Film Reviews

Netflix Review: The Keeping Hours Uses a Ghost Story to Heal Emotional Wounds

Lee Pace in Halt and Catch Fire Joe MacMillan mode?

Carrie Coon channeling some of that Leftovers grieving parent drama?

I’m sold. Roll the movie, Netflix device.

(90 minutes later)

Well, that was an emotional gut-punch.

(10 minutes later)

Yep. Still crying.

(5 minutes later)

Ok. I’m good.

This is clearly the work of someone, either the writer (Rebecca Sonnenshine) or director (Karen Moncrieff) or both, who experienced some kind of profound loss. So, they came up with a supernatural story idea to work through it. Thus, we have a film about a divorced couple coming back together years later to sell their old house only to find it’s being haunted by their dead 5-year-old son. He appears before them like a flesh and blood normal boy and can even interact with objects around the house, but they can’t touch him and when he gets angry windows and glass break.

It’s a vaguely similar premise to Mike Flanagan’s Before I Wake, but whereas that film largely treads in familiar horror genre tropes before turning sentimental The Keeping Hours plays far more like a domestic drama from beginning to end. Pace and Coon pause their lives to be parents to their son again for however long he’s going to be around. Being in a house together with a son who breaks things with his mind whenever they argue forces them to have their first honest conversations since before their divorce, if not since their son’s funeral.

The plot seems to be heading toward a “the unfinished business preventing him from moving on is that he wants his parents to get back together” conclusion, like some kind of supernatural Parent Trap. But, well, complications arise. The way those complications are handled ventures into Hallmark commercial territory with some of its imagery, but overall the performances are stellar and the film’s softer approach to a supernatural story quietly moving if you are attuned to this kind of material.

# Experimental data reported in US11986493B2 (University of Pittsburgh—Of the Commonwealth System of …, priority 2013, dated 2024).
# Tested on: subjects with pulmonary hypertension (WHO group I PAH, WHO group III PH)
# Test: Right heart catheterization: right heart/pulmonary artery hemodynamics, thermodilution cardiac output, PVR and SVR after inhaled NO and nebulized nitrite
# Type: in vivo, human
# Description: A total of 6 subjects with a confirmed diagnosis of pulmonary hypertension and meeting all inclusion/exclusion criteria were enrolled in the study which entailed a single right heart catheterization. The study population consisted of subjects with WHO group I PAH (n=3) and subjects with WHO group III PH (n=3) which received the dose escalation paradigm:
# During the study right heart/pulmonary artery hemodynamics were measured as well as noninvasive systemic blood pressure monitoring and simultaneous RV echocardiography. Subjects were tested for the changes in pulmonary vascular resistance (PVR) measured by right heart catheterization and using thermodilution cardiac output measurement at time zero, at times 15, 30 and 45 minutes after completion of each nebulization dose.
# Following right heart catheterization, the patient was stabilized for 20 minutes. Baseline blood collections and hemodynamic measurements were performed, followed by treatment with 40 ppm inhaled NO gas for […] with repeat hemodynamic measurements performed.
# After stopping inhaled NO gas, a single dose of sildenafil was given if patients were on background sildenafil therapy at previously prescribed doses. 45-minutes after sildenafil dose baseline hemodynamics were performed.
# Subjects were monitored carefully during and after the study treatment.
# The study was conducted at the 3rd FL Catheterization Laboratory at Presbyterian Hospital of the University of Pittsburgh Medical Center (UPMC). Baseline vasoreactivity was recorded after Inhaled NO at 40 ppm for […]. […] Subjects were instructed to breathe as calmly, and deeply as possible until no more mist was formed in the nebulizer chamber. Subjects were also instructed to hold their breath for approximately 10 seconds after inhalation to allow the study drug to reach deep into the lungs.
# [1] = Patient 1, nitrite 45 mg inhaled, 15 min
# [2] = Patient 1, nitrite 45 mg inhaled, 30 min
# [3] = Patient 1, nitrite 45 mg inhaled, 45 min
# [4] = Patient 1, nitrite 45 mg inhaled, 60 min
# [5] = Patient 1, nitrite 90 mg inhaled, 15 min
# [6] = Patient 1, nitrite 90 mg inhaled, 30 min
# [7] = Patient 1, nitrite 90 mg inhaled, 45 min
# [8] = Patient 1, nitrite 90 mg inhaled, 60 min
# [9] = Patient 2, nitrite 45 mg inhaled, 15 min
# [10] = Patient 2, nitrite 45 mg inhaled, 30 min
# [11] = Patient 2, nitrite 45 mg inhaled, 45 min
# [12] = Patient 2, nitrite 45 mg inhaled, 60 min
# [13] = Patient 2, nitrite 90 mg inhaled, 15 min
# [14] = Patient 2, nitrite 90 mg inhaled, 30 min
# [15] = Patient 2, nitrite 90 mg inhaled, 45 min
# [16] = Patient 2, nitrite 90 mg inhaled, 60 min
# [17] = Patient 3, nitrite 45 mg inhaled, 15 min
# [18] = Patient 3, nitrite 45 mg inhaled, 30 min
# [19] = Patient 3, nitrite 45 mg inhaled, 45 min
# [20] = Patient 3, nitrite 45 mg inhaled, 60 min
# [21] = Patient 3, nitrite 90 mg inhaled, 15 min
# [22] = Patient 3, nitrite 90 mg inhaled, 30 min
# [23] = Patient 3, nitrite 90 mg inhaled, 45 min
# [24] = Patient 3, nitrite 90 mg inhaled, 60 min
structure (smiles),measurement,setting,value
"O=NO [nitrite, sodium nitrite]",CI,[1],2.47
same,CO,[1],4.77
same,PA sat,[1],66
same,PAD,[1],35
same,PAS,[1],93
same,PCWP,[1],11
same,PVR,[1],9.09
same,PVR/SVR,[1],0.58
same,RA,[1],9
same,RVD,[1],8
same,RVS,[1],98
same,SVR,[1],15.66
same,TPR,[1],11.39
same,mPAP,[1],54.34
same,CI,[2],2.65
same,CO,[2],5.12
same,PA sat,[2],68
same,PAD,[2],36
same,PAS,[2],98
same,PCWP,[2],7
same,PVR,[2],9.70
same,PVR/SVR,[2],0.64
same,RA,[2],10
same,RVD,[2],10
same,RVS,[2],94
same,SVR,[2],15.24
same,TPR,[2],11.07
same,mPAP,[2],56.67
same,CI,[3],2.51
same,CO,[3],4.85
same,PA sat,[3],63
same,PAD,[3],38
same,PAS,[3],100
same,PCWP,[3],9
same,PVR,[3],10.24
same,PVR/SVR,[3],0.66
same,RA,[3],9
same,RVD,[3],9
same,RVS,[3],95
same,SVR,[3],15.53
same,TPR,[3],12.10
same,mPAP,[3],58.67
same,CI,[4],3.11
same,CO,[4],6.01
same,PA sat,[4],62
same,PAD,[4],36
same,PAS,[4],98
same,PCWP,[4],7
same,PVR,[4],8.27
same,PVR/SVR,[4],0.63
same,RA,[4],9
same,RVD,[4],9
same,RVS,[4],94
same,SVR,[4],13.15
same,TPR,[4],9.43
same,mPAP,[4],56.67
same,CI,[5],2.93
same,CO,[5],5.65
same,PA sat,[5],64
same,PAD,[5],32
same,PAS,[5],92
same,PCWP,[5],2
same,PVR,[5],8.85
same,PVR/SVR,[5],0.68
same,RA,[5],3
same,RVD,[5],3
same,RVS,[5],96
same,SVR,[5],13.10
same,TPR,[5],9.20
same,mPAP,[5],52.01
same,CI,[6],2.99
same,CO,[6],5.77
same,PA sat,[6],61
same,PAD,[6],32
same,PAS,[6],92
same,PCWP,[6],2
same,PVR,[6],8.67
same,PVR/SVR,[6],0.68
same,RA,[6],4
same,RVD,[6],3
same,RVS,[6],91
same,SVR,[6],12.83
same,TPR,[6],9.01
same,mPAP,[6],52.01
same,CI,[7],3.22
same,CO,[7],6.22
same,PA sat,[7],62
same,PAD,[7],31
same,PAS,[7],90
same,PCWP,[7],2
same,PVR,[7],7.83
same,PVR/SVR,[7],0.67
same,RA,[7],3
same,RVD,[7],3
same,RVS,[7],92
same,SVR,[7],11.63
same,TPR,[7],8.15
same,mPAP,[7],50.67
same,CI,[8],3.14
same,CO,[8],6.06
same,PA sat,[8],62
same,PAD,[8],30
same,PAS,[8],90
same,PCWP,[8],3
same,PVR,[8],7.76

This is one of those direct to video Universal-Blumhouse efforts the actors probably did for scale and in like 2 weeks in-between TV shows. It’s now just a spec feeding Netflix’s unquenchable thirst for new content. However, for those open to a warmer, gentler ghost story about loss that is unafraid of sentiment and unabashedly features shots like Lee Pace standing on the beach and looking sad while melancholic piano music plays, The Keeping Hours is well worth a watch.


  1. Carrie Coon has to deliver a eulogy for a dead bird at her ghost son’s request, and it turns into a surprising bit of comedy amid the film’s sea of tears.
  2. Oddly, the primary thing which signals this as an ultra-low budget movie is not the limited setting nor the rather small list of cast members but instead Carrie Coon’s blatantly obvious blonde wig in the opening scene set at her wedding to Pace. It looks like they got it from a bad Elsa from Frozen costume. It’s also only on screen for maybe two minutes. So, it’s not around enough to become a real issue.

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